The process of identifying and documenting illegal migrants launched by a ruling of the Supreme Court of India has generated considerable controversy since over 40.7 lakh residents of Assam were excluded from the National Register of Citizens, with most of them considered to be illegal settlers from Bangladesh. Dhaka had expressed concern over the fall out of the process.
Indian External Affairs Minister Dr S. Jayashankar, who is currently on a two-day visit to Dhaka told his Bangladesh counterpart A.K. Abdul Momen that it is India’s “internal matter” and not aimed at Bangladeshi citizens. Momen told a television channel in July that “While we should not be worried, there is some anxiety after reading news reports”.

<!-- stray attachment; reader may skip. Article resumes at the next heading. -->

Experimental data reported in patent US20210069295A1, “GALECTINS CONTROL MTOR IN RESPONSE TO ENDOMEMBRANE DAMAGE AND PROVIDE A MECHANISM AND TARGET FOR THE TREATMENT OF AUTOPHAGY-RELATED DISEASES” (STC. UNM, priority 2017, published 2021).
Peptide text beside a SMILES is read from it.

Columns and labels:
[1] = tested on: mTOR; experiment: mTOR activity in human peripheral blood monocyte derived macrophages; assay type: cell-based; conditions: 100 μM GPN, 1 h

There were several criteria for inclusion in the NRC like having been included in the 1951 Register or any of the Electoral Lists up to 24 March 1971 or being a descendant of someone who fulfilled these requirements.
While the process of identification has come to a close, the federal and provincial governments had wanted to reopen the re-verification process to ensure that no one was wrongly included or excluded from the Register. The Supreme Court of India, however, barred the federal and provincial governments from reopening the exercise.
Now, the federal government has, however, decided to allow those whose names were excluded from the final NRC to file an appeal against their non-inclusion.
Ousting illegal immigrants was one of the primary election promises of India’s ruling Bharatiya Janata Party (BJP).